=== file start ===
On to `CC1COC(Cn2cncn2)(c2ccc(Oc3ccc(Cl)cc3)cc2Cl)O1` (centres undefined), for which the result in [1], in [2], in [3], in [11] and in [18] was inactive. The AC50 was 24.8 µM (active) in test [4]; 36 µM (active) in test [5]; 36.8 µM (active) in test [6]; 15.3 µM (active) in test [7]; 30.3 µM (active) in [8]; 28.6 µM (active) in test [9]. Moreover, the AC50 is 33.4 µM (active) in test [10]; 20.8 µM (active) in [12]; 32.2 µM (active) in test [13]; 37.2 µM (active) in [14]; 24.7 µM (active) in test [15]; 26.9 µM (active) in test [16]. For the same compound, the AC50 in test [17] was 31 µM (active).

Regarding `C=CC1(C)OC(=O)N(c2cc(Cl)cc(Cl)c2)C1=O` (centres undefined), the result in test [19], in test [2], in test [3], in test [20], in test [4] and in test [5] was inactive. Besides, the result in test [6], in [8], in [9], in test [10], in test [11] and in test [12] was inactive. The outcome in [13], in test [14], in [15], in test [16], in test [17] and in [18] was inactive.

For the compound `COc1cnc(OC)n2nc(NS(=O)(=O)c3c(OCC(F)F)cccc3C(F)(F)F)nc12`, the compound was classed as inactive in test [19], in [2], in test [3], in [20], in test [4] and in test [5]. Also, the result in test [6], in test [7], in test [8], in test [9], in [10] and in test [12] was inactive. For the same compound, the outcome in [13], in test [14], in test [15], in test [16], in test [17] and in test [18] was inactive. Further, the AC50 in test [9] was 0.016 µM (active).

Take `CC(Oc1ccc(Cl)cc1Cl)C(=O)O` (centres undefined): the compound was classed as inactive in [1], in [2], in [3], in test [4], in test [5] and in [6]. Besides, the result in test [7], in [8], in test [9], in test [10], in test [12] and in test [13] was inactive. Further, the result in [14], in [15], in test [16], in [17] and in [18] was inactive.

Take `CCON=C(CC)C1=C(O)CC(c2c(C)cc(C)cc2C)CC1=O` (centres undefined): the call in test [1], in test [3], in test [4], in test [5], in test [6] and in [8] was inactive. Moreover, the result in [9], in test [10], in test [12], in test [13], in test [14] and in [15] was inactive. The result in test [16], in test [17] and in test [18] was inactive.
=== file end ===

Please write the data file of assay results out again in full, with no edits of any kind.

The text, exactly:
On to `CC1COC(Cn2cncn2)(c2ccc(Oc3ccc(Cl)cc3)cc2Cl)O1` (centres undefined), for which the result in [1], in [2], in [3], in [11] and in [18] was inactive. The AC50 was 24.8 µM (active) in test [4]; 36 µM (active) in test [5]; 36.8 µM (active) in test [6]; 15.3 µM (active) in test [7]; 30.3 µM (active) in [8]; 28.6 µM (active) in test [9]. Moreover, the AC50 is 33.4 µM (active) in test [10]; 20.8 µM (active) in [12]; 32.2 µM (active) in test [13]; 37.2 µM (active) in [14]; 24.7 µM (active) in test [15]; 26.9 µM (active) in test [16]. For the same compound, the AC50 in test [17] was 31 µM (active).

Regarding `C=CC1(C)OC(=O)N(c2cc(Cl)cc(Cl)c2)C1=O` (centres undefined), the result in test [19], in test [2], in test [3], in test [20], in test [4] and in test [5] was inactive. Besides, the result in test [6], in [8], in [9], in test [10], in test [11] and in test [12] was inactive. The outcome in [13], in test [14], in [15], in test [16], in test [17] and in [18] was inactive.

For the compound `COc1cnc(OC)n2nc(NS(=O)(=O)c3c(OCC(F)F)cccc3C(F)(F)F)nc12`, the compound was classed as inactive in test [19], in [2], in test [3], in [20], in test [4] and in test [5]. Also, the result in test [6], in test [7], in test [8], in test [9], in [10] and in test [12] was inactive. For the same compound, the outcome in [13], in test [14], in test [15], in test [16], in test [17] and in test [18] was inactive. Further, the AC50 in test [9] was 0.016 µM (active).

Take `CC(Oc1ccc(Cl)cc1Cl)C(=O)O` (centres undefined): the compound was classed as inactive in [1], in [2], in [3], in test [4], in test [5] and in [6]. Besides, the result in test [7], in [8], in test [9], in test [10], in test [12] and in test [13] was inactive. Further, the result in [14], in [15], in test [16], in [17] and in [18] was inactive.

Take `CCON=C(CC)C1=C(O)CC(c2c(C)cc(C)cc2C)CC1=O` (centres undefined): the call in test [1], in test [3], in test [4], in test [5], in test [6] and in [8] was inactive. Moreover, the result in [9], in test [10], in test [12], in test [13], in test [14] and in [15] was inactive. The result in test [16], in test [17] and in test [18] was inactive.